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Watch these while you wait for your invitation to Season 2
Squid Game took the world by storm when it premiered in Sept. 2021, but that storm has since subsided as we've heard very little about the forthcoming Squid Game Season 2. The dystopian Netflix thriller combined interesting characters, high stakes, relevant themes of class conflict, and a distinctive visual style in a way that turned it into the biggest TV hit of 2021, connecting with millions of viewers all over the world. It gives hope to TV creators that original ideas can still be massive hits if they're executed right.
And part of the secret to Squid Game's success is that it's not actually that original. There are a lot of other shows and movies that will remind you in some way or another of creator Hwang Dong-hyuk's series about a game where debt-ridden people compete to the death for an enormous sum of money.
While you wait for Squid Game Season 2, check out these other shows and movies, many of which hail from Korea and other parts of Asia. They feature high-stakes games with major consequences, or are bleak tales of morality. Here are more shows and movies like Squid Game to watch next.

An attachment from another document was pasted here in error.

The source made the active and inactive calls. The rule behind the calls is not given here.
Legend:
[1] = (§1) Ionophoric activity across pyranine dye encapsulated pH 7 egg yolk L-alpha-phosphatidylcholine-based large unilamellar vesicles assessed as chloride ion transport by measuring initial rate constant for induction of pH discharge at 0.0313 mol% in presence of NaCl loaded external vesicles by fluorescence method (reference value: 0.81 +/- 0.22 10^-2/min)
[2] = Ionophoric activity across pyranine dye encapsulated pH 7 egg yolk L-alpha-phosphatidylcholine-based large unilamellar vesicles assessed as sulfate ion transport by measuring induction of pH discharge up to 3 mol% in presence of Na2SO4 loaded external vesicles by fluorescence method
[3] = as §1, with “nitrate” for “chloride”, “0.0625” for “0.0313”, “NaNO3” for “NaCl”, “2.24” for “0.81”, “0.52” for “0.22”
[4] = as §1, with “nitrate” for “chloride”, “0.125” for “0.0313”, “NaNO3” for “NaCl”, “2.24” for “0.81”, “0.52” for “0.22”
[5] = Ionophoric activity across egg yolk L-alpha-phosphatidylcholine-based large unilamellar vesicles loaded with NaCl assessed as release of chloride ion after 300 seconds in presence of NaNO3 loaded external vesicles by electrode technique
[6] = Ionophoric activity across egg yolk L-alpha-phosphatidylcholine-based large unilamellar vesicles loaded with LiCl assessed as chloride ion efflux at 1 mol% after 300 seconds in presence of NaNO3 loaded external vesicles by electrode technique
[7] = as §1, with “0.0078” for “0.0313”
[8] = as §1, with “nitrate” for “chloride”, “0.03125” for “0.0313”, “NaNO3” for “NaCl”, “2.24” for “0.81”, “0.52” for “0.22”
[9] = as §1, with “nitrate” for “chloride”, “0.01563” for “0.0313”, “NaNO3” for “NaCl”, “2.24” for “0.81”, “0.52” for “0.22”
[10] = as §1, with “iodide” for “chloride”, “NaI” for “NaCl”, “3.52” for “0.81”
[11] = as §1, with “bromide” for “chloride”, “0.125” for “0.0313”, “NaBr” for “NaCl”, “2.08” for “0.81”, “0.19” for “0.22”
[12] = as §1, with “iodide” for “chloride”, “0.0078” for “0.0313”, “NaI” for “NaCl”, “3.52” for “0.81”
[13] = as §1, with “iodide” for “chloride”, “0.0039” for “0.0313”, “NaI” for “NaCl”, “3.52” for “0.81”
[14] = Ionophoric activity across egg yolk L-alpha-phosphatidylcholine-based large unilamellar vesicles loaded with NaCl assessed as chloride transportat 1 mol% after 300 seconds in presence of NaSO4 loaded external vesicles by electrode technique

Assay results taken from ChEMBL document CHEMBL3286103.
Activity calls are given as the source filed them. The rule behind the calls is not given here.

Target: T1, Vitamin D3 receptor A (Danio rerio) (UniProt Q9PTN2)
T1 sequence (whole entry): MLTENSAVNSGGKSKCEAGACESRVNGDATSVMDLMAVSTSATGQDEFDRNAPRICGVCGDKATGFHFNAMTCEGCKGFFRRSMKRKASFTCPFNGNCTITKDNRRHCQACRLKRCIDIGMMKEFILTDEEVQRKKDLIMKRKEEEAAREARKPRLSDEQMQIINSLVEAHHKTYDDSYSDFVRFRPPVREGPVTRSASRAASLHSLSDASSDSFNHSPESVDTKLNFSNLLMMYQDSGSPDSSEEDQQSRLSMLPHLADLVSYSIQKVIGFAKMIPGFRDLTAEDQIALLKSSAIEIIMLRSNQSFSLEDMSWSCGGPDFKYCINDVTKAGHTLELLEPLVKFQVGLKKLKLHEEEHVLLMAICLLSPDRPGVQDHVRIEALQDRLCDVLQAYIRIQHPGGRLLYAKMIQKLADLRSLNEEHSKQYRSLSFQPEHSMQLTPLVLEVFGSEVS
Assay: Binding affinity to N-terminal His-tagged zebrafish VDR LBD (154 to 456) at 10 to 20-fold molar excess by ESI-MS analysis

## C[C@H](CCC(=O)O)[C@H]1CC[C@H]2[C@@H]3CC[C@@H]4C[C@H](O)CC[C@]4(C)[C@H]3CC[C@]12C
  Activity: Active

The reality competition series Physical: 100 is essentially a real-life Squid Game, minus the gory deaths and string-pulling behind the scenes. The gist is this: 100 contestants compete against each other in various challenges, with losers being eliminated and others moving on until only one person is left. The Korean series puts a premium on the perfect human body, enlisting bodybuilders, MMA fighters, military personnel, and more, creating of roster of intense, ripped Adonises whose muscles have muscles. The competition is fierce, and with the various disciplines on display — strongmen vs. gymnasts! — it's also reminiscent of the Jean-Claude Van Damme classic Bloodsport. Yes, there's an actual Squid Game reality show coming, but Physical: 100 got here first and there are no reports that people nearly died competing in it. -Tim Surette